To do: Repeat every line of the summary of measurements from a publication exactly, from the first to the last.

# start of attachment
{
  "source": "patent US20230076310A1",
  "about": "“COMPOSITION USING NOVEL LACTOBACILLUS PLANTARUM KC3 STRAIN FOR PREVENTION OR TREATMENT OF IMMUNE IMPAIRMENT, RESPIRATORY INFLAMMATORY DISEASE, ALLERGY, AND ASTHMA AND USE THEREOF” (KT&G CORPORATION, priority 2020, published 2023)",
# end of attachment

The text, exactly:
{
  "source": "patent US20230076310A1",
  "about": "“COMPOSITION USING NOVEL LACTOBACILLUS PLANTARUM KC3 STRAIN FOR PREVENTION OR TREATMENT OF IMMUNE IMPAIRMENT, RESPIRATORY INFLAMMATORY DISEASE, ALLERGY, AND ASTHMA AND USE THEREOF” (KT&G CORPORATION, priority 2020, published 2023)",